Survival depends on different factors. So no one can tell you exactly how long you will live.
Doctors usually work out the outlook for a certain disease by looking at large groups of people. Because this cancer is less common, survival is harder to estimate than for other, more common cancers.
Some of the statistics have to be based on a small number of people. Remember, they can't tell you what will happen in your individual case.
Your doctor can give you more information about your own outlook (prognosis).
Survival by stage
There are no UK wide statistics available for nasal and paranasal sinus cancer survival by stage.
The statistics below come from America. They come from the National Cancer Institute's SEER programme. They are for people diagnosed with nasal and paranasal sinus cancer between 2010 and 2016.
Please be aware that these figures might not be a true picture of survival in the UK. This is due to differences in American health care systems, data collection and the population.
The American statistics are split into 3 stage groups – localised, regional and distant cancers. In the UK, your doctor might not use these terms. Instead, they might describe your cancer as a number stage (stage 1 to 4). The following descriptions are a guide to help you understand whether your cancer is localised, regional or distant. This isn’t straight forward and will depend on your individual situation. Talk to your specialist if you are unsure which group you are in.
There are 3 groups:
- Localised cancers haven’t spread into nearby lymph nodes
- Regional cancers have spread into nearby lymph nodes or have advanced local spread into nearby structures (for example T4 tumours)
- Distant cancers have spread to other parts of the body, away from the nasal cavity and paranasal sinus
The statistics cover both nasal and paranasal sinus cancers.
More than 80 out of 100 people (more than 80%) survive their cancer for 5 years or more after diagnosis.
More than 50 out of 100 people (more than 50%) survive their cancer for 5 years or more after diagnosis.
Almost 45 out of 100 people (almost 45%) survive their cancer for 5 years or more after diagnosis.
Survival rates for nasal cavity and paranasal cancer
American Cancer Society website, accessed June 2021.
The American Cancer Society relies on information from the SEER database, maintained by the National Cancer Institute (NCI).
These statistics are for relative survival. Relative survival takes into account that some people will die of causes other than cancer. The statistics are from America. They calculate relative survival using the general survival of the US population. This might not be a true picture of general survival in the UK population.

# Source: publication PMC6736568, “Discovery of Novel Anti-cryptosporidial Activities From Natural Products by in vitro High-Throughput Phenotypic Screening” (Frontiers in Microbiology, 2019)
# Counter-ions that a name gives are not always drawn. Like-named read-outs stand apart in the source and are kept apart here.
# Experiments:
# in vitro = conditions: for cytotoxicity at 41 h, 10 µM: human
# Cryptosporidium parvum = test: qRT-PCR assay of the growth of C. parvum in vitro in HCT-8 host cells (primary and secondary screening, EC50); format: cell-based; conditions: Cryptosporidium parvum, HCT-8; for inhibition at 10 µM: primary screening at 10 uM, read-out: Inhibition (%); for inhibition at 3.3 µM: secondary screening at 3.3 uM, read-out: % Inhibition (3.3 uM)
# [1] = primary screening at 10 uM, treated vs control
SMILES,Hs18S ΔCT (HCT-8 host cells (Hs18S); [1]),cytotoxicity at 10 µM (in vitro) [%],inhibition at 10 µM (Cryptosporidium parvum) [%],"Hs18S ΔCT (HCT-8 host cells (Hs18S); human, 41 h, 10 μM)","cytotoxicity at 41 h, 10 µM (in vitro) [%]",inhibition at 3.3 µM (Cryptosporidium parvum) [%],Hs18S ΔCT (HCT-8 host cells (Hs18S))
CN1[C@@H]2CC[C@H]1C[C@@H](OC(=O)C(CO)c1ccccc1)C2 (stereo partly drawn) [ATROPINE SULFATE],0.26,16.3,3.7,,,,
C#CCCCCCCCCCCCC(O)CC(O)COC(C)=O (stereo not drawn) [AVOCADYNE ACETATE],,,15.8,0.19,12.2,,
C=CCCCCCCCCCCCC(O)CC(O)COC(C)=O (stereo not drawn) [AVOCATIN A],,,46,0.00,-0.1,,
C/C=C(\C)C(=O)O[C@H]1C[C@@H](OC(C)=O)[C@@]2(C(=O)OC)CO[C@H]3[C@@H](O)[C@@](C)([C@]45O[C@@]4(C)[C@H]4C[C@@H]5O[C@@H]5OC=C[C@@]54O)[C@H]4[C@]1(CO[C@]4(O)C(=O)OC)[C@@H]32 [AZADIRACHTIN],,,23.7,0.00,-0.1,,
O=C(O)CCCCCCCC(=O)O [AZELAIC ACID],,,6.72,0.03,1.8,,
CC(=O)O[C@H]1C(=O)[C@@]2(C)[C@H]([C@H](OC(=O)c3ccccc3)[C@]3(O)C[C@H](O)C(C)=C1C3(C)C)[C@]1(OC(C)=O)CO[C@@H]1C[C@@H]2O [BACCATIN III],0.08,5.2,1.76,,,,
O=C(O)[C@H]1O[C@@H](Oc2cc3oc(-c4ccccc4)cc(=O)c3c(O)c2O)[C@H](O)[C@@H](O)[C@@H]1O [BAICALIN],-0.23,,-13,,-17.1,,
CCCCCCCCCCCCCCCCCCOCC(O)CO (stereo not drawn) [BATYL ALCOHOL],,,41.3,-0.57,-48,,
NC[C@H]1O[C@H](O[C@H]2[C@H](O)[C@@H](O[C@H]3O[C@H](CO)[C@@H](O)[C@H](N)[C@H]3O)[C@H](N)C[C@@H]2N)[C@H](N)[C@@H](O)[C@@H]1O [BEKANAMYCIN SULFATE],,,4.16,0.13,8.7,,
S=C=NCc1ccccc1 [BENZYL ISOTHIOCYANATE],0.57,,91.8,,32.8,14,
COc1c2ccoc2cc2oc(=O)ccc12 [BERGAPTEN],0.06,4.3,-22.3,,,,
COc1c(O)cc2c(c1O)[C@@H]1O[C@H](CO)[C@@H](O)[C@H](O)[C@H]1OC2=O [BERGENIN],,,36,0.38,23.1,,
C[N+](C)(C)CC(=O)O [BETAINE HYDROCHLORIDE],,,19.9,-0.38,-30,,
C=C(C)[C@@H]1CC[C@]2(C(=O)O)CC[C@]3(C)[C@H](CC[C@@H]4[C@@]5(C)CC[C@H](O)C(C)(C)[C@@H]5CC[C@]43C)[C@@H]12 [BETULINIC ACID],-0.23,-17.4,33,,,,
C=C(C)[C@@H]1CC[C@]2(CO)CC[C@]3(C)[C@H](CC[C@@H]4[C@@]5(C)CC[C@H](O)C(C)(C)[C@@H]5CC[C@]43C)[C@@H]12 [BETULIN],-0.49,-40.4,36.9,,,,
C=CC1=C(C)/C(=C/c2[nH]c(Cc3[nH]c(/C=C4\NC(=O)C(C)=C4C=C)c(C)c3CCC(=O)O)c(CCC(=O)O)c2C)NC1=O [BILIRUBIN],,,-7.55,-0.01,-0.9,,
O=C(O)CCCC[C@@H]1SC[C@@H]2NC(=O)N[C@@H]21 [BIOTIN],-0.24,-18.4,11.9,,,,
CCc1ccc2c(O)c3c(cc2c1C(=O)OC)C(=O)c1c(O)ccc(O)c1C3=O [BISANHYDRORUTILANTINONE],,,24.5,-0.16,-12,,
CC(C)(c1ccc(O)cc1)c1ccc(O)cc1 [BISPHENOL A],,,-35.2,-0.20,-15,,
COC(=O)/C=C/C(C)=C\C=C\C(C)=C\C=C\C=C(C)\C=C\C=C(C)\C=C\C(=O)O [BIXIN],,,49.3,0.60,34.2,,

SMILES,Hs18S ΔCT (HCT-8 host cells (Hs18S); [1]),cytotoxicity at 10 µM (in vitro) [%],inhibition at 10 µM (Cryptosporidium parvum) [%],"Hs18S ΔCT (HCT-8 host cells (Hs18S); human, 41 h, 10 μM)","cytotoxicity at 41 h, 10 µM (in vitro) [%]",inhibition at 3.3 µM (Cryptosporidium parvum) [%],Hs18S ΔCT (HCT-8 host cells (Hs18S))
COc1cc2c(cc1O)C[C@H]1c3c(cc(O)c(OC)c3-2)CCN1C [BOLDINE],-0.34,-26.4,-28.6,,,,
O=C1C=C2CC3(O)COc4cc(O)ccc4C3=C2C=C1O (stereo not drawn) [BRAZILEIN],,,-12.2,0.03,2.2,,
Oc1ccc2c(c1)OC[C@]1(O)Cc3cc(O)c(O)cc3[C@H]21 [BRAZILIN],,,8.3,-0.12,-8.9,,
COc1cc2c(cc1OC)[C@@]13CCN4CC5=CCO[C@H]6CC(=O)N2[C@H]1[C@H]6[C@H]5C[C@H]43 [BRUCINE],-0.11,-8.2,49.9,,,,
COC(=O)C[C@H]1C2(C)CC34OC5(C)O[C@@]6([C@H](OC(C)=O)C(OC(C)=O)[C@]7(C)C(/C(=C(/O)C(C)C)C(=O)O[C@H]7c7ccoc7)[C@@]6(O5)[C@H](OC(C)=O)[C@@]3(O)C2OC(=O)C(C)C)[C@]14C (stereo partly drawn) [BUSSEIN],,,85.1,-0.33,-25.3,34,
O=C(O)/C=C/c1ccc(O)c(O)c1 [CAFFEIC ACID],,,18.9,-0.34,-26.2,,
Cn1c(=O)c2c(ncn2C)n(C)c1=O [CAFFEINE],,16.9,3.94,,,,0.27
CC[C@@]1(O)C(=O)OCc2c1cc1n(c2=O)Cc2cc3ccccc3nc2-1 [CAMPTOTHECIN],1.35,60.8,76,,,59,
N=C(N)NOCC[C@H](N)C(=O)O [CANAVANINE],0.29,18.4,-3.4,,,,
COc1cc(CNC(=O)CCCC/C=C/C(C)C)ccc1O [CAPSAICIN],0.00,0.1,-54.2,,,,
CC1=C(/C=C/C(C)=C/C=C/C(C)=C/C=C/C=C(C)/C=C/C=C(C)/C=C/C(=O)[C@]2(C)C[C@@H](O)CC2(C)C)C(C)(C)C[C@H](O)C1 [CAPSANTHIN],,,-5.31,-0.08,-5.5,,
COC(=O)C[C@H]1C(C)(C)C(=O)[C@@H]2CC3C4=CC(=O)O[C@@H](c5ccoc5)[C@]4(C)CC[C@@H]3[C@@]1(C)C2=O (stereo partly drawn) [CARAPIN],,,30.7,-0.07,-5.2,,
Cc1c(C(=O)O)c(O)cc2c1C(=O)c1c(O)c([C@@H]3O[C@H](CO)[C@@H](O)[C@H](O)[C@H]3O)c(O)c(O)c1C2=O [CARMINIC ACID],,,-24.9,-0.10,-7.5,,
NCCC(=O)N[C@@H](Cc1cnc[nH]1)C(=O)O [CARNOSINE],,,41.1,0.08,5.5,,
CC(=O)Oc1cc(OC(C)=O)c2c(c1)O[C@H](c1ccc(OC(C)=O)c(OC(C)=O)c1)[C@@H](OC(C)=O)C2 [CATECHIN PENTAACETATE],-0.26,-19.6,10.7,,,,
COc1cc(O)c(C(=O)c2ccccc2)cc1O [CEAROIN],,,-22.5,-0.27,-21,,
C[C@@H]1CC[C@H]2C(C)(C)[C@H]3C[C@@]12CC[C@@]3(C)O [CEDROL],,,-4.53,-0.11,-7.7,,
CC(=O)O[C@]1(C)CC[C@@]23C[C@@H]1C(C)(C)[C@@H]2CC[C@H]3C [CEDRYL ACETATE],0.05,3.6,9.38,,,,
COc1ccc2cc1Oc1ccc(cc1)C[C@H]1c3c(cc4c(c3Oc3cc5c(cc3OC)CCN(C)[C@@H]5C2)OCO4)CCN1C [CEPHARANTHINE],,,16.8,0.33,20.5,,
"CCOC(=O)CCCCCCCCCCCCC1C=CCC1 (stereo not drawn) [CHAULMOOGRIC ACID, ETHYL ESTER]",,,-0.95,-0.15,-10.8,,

Survival for all stages of nasal cavity and paranasal sinus cancer
There are no UK wide statistics for nasal cavity or paranasal sinus cancer survival.
The following statistics are from a large European study that looked at survival in rare cancers. It looked at people diagnosed between 2000 and 2002.
For people diagnosed with nasal cavity or paranasal sinus cancer in the UK and Ireland:
- more than 70 out of 100 people (more than 70%) will survive their cancer for 1 year or more after diagnosis
- around 50 out of 100 people (50%) will survive their cancer for 5 years or more after they are diagnosed
Rare cancers of the head and neck area in Europe.
BA Van Dijk and others
European Journal of Cancer. 2012 April, Volume 48, issue 6, pages 783-96
These statistics are for relative survival. Relative survival takes into account that some people will die of causes other than cancer. This gives a more accurate picture of cancer survival.
What affects survival
Your outcome depends on the stage of the cancer when it was diagnosed. This means how big it is and whether it has spread.
The type of cancer can also affect your likely survival. And your outlook also depends on which parts of the nasal cavity or paranasal sinuses are involved.
Your general health and fitness also affect survival. The fitter you are, the better you may be able to cope with your cancer and treatment.
About these statistics
The terms 1 year survival and 5 year survival don't mean that you will only live for 1 or 5 years.
The Office for National Statistics (ONS) and researchers collect information. They watch what happens to people with cancer in the years after their diagnosis. 5 years is a common time point to measure survival. But some people live much longer than this.
5 year survival is the number of people who have not died from their cancer within 5 years after diagnosis.